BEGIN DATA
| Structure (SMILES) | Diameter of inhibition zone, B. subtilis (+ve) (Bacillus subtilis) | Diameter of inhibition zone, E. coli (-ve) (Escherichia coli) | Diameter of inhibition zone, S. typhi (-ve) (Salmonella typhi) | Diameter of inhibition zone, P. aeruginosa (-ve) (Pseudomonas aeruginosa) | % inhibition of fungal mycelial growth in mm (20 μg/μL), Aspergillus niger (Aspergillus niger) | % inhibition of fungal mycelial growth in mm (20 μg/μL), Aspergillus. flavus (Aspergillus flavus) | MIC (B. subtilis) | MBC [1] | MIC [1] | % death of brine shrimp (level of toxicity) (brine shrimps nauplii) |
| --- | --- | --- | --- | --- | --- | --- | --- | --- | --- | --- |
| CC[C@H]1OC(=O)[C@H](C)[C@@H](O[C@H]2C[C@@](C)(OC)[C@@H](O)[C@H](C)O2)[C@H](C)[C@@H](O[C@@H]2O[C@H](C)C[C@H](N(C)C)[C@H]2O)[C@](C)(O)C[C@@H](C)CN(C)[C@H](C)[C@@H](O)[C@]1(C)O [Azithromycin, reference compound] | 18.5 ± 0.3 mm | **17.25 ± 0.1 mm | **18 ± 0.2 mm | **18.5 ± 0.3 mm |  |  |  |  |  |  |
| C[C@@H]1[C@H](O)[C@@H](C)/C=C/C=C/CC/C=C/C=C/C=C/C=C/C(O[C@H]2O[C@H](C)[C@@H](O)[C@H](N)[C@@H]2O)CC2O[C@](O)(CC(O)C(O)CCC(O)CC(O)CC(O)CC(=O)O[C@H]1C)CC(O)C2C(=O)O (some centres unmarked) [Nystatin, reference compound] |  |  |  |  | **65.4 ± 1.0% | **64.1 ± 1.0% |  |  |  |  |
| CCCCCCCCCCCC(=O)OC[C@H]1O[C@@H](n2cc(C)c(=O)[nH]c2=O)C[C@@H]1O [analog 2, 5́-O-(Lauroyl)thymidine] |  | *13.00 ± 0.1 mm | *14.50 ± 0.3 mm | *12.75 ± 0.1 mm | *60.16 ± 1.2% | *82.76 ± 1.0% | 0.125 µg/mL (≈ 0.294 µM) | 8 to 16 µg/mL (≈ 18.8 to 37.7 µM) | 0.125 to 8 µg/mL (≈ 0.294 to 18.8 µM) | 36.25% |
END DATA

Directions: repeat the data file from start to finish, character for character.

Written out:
| Structure (SMILES) | Diameter of inhibition zone, B. subtilis (+ve) (Bacillus subtilis) | Diameter of inhibition zone, E. coli (-ve) (Escherichia coli) | Diameter of inhibition zone, S. typhi (-ve) (Salmonella typhi) | Diameter of inhibition zone, P. aeruginosa (-ve) (Pseudomonas aeruginosa) | % inhibition of fungal mycelial growth in mm (20 μg/μL), Aspergillus niger (Aspergillus niger) | % inhibition of fungal mycelial growth in mm (20 μg/μL), Aspergillus. flavus (Aspergillus flavus) | MIC (B. subtilis) | MBC [1] | MIC [1] | % death of brine shrimp (level of toxicity) (brine shrimps nauplii) |
| --- | --- | --- | --- | --- | --- | --- | --- | --- | --- | --- |
| CC[C@H]1OC(=O)[C@H](C)[C@@H](O[C@H]2C[C@@](C)(OC)[C@@H](O)[C@H](C)O2)[C@H](C)[C@@H](O[C@@H]2O[C@H](C)C[C@H](N(C)C)[C@H]2O)[C@](C)(O)C[C@@H](C)CN(C)[C@H](C)[C@@H](O)[C@]1(C)O [Azithromycin, reference compound] | 18.5 ± 0.3 mm | **17.25 ± 0.1 mm | **18 ± 0.2 mm | **18.5 ± 0.3 mm |  |  |  |  |  |  |
| C[C@@H]1[C@H](O)[C@@H](C)/C=C/C=C/CC/C=C/C=C/C=C/C=C/C(O[C@H]2O[C@H](C)[C@@H](O)[C@H](N)[C@@H]2O)CC2O[C@](O)(CC(O)C(O)CCC(O)CC(O)CC(O)CC(=O)O[C@H]1C)CC(O)C2C(=O)O (some centres unmarked) [Nystatin, reference compound] |  |  |  |  | **65.4 ± 1.0% | **64.1 ± 1.0% |  |  |  |  |
| CCCCCCCCCCCC(=O)OC[C@H]1O[C@@H](n2cc(C)c(=O)[nH]c2=O)C[C@@H]1O [analog 2, 5́-O-(Lauroyl)thymidine] |  | *13.00 ± 0.1 mm | *14.50 ± 0.3 mm | *12.75 ± 0.1 mm | *60.16 ± 1.2% | *82.76 ± 1.0% | 0.125 µg/mL (≈ 0.294 µM) | 8 to 16 µg/mL (≈ 18.8 to 37.7 µM) | 0.125 to 8 µg/mL (≈ 0.294 to 18.8 µM) | 36.25% |